Do Rabbits Lay Eggs?

This might seem crazy to some, but many people question if rabbits lay eggs. This is largely due to misleading Easter commercials and movies. The Cadbury bunny aside (chocolate eggs don’t count!), rabbits do not lay eggs; they give birth to live young.


Rabbits are Mammals

Rabbits are mammals, and only two mammals are known to lay eggs, the duck-billed platypus and the echidna. We call these mammals that lay eggs monotremes.

Oviparous animals (those that lay eggs) are almost always birds, reptiles, amphibians, dinosaurs, and fish. The two monotremes mentioned above are the exception.



Baby RabbitsOnce a female rabbit (doe) gets pregnant, she gestates for thirty days. Once she gives birth, she can get pregnant again the following day!

The doe rabbit might have up to four litters during one season, and each litter can have anywhere from one to twelve “kittens” (that is what we call baby rabbits.) The average litter for a doe is five kits.

When rabbit kits are born, their eyes are closed for the first week of life, and they depend on the doe for three weeks. By three weeks old, the kits measure about four inches long, and they are independent of their mother.



Once the doe rabbit gives birth, she will leave her kits in the nest and return just once every 24-hours to feed them.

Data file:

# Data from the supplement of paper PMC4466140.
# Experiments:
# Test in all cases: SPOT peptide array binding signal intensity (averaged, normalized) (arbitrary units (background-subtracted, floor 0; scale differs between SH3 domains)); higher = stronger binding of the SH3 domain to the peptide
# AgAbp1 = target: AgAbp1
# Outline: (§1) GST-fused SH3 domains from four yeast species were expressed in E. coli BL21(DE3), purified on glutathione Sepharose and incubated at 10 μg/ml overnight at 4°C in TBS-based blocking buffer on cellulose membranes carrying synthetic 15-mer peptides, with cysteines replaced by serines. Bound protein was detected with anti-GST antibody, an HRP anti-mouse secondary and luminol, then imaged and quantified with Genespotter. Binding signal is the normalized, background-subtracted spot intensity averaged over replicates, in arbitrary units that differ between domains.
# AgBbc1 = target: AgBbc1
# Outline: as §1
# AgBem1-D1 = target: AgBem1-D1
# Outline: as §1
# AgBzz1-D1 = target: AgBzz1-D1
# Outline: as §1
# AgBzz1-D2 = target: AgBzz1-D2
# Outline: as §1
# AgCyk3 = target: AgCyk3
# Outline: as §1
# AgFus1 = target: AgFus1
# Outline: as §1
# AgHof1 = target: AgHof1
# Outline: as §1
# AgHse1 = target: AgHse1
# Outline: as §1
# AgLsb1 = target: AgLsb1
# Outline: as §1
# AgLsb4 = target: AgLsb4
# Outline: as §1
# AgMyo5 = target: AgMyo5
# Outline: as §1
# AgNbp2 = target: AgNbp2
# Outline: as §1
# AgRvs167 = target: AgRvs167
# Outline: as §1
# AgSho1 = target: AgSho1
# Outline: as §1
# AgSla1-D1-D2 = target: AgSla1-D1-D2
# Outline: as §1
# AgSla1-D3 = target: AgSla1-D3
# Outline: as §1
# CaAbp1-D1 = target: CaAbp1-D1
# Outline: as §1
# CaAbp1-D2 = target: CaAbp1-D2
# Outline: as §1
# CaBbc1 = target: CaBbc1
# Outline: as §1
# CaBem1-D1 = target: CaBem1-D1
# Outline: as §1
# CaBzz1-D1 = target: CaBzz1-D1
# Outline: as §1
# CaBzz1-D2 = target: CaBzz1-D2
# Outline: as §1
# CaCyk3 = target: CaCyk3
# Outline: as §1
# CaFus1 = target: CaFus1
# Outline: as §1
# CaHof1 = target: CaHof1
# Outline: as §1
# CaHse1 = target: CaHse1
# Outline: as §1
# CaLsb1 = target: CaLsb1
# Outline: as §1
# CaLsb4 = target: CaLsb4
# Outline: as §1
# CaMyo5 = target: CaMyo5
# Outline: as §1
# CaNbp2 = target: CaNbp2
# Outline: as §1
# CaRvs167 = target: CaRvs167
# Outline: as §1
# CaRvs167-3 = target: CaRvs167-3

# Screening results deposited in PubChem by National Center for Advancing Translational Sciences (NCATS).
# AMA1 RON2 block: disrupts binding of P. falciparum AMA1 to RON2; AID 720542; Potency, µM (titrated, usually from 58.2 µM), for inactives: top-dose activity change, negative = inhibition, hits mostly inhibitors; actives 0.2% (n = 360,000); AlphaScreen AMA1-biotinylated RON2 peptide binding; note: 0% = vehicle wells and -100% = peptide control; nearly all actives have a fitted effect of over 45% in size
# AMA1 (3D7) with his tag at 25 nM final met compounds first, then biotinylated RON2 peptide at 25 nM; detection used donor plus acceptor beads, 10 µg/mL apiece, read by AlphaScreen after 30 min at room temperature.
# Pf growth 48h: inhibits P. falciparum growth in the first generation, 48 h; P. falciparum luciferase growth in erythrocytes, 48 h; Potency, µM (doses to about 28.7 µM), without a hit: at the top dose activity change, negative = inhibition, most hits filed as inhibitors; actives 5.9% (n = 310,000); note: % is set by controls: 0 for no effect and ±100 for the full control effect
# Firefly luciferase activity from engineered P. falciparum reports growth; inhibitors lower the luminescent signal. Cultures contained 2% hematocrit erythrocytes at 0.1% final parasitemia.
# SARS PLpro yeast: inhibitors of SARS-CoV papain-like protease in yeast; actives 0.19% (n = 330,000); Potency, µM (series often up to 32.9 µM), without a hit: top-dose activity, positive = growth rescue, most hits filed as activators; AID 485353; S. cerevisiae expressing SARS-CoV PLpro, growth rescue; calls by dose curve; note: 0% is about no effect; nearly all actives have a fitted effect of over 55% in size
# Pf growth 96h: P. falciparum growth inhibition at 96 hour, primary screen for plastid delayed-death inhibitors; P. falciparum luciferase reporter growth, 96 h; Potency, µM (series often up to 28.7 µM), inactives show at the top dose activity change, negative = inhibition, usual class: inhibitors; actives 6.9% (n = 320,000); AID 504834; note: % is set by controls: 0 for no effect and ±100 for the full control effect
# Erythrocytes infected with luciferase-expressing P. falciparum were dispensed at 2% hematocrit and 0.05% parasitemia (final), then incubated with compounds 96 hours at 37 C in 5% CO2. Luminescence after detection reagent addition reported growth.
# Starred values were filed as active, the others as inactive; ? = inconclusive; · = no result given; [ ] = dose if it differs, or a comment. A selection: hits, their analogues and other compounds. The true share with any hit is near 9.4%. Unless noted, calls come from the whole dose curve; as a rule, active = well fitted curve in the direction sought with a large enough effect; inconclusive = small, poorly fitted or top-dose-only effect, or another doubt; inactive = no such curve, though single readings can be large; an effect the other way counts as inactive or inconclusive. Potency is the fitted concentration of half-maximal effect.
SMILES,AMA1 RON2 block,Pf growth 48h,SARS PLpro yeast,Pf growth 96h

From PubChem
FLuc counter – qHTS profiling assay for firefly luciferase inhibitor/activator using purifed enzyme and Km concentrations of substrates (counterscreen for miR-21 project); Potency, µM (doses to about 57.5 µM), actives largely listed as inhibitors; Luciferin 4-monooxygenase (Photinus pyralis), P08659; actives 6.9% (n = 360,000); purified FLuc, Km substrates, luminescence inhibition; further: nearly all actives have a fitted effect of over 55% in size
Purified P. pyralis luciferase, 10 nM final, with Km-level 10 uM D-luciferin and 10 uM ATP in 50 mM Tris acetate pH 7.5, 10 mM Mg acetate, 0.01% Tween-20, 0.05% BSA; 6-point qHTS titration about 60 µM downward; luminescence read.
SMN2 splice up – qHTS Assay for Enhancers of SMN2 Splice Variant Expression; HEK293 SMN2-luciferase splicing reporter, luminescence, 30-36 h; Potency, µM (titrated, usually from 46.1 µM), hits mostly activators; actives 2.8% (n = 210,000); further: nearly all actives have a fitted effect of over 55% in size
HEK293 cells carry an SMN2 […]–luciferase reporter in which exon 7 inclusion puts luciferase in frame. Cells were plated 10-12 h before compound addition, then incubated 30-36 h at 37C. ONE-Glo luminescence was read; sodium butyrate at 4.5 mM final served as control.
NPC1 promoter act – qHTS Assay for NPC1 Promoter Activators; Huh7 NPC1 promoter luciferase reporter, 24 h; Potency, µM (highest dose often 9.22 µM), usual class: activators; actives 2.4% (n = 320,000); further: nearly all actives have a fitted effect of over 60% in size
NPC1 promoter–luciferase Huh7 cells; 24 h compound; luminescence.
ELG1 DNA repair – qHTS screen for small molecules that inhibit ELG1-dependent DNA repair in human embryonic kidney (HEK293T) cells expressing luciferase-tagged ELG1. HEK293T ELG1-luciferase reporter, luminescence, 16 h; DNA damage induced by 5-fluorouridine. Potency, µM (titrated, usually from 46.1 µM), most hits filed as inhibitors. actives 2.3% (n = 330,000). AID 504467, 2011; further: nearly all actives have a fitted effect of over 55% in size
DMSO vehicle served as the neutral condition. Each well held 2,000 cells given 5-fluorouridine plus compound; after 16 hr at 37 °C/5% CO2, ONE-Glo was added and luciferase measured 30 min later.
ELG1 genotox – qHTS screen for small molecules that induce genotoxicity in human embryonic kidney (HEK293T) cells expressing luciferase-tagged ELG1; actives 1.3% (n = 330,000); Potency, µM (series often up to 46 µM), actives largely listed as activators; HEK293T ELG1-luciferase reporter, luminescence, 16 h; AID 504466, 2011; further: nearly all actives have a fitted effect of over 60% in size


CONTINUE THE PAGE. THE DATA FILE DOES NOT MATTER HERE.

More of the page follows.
Often, humans find a rabbit’s nest with babies and assume that the babies have been abandoned. The doe rabbit does not usually abandon her babies. She does leave them alone in the nest, though, so that she does not attract predators.

In rare instances, the doe rabbit will abandon her young, but this is usually seen only in inexperienced does.



“Do rabbits lay eggs?” It is not an uncommon question. So, why do so many people ask it?

Remember our mention of the Cadbury bunny? The Cadbury bunny is one reason why so many people think that rabbits lay eggs. Somewhere in the plethora of Easter commercials, confectionary companies have managed to confuse many people by portraying a rabbit sitting on eggs!

But where does the Cadbury bunny idea originate?



Cadbury was not the first to portray a rabbit laying eggs. The concept goes back to a book published in 1874 entitled “Deutsche Mythologie” by Adolf Holtzmann.

Holtzman took the 1835 story of Ostara – the Germanic goddess of spring – written by Jacob Grimm and elaborated upon it.

Holtzman’s story tells of Eastre (Ostara) – the goddess of spring – who took a frozen bird and turned it into a snow hare. The snow hare then laid colorful eggs at the festival of Eastre (Ostara) in appreciation and celebration.

Before Holtzman’s story, however, there was no connection between Eastre and the hare. Holtzman created this connection by speculating on the origin of the Germanic tradition of Osterhase.

Osterhase is a Germanic figure of legend. He is said to hide colorful eggs in the homes and gardens of children during Easter.




No, not unless you are talking about the Germanic legend of Osterhase!

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